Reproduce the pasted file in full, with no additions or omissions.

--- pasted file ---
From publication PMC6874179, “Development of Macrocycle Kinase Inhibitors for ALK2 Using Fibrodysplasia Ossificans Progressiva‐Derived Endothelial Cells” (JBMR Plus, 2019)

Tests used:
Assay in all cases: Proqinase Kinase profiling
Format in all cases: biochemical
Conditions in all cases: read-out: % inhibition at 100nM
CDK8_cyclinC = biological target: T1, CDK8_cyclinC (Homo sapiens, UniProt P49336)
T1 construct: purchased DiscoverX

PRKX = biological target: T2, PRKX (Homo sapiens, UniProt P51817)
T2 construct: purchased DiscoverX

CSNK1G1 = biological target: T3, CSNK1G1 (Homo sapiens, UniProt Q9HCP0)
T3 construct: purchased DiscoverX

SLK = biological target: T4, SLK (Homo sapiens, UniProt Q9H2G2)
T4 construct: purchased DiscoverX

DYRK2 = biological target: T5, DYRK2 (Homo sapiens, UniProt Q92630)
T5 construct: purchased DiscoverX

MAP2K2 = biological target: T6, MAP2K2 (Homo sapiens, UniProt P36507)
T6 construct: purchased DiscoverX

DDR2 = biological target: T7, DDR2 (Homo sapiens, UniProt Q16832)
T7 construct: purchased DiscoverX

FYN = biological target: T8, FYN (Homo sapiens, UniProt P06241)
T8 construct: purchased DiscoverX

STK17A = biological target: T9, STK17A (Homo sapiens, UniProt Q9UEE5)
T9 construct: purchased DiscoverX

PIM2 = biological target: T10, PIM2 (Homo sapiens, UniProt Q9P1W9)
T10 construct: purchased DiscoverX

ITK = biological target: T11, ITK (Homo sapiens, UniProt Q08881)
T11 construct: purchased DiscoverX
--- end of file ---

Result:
From publication PMC6874179, “Development of Macrocycle Kinase Inhibitors for ALK2 Using Fibrodysplasia Ossificans Progressiva‐Derived Endothelial Cells” (JBMR Plus, 2019)

Tests used:
Assay in all cases: Proqinase Kinase profiling
Format in all cases: biochemical
Conditions in all cases: read-out: % inhibition at 100nM
CDK8_cyclinC = biological target: T1, CDK8_cyclinC (Homo sapiens, UniProt P49336)
T1 construct: purchased DiscoverX

PRKX = biological target: T2, PRKX (Homo sapiens, UniProt P51817)
T2 construct: purchased DiscoverX

CSNK1G1 = biological target: T3, CSNK1G1 (Homo sapiens, UniProt Q9HCP0)
T3 construct: purchased DiscoverX

SLK = biological target: T4, SLK (Homo sapiens, UniProt Q9H2G2)
T4 construct: purchased DiscoverX

DYRK2 = biological target: T5, DYRK2 (Homo sapiens, UniProt Q92630)
T5 construct: purchased DiscoverX

MAP2K2 = biological target: T6, MAP2K2 (Homo sapiens, UniProt P36507)
T6 construct: purchased DiscoverX

DDR2 = biological target: T7, DDR2 (Homo sapiens, UniProt Q16832)
T7 construct: purchased DiscoverX

FYN = biological target: T8, FYN (Homo sapiens, UniProt P06241)
T8 construct: purchased DiscoverX

STK17A = biological target: T9, STK17A (Homo sapiens, UniProt Q9UEE5)
T9 construct: purchased DiscoverX

PIM2 = biological target: T10, PIM2 (Homo sapiens, UniProt Q9P1W9)
T10 construct: purchased DiscoverX

ITK = biological target: T11, ITK (Homo sapiens, UniProt Q08881)
T11 construct: purchased DiscoverX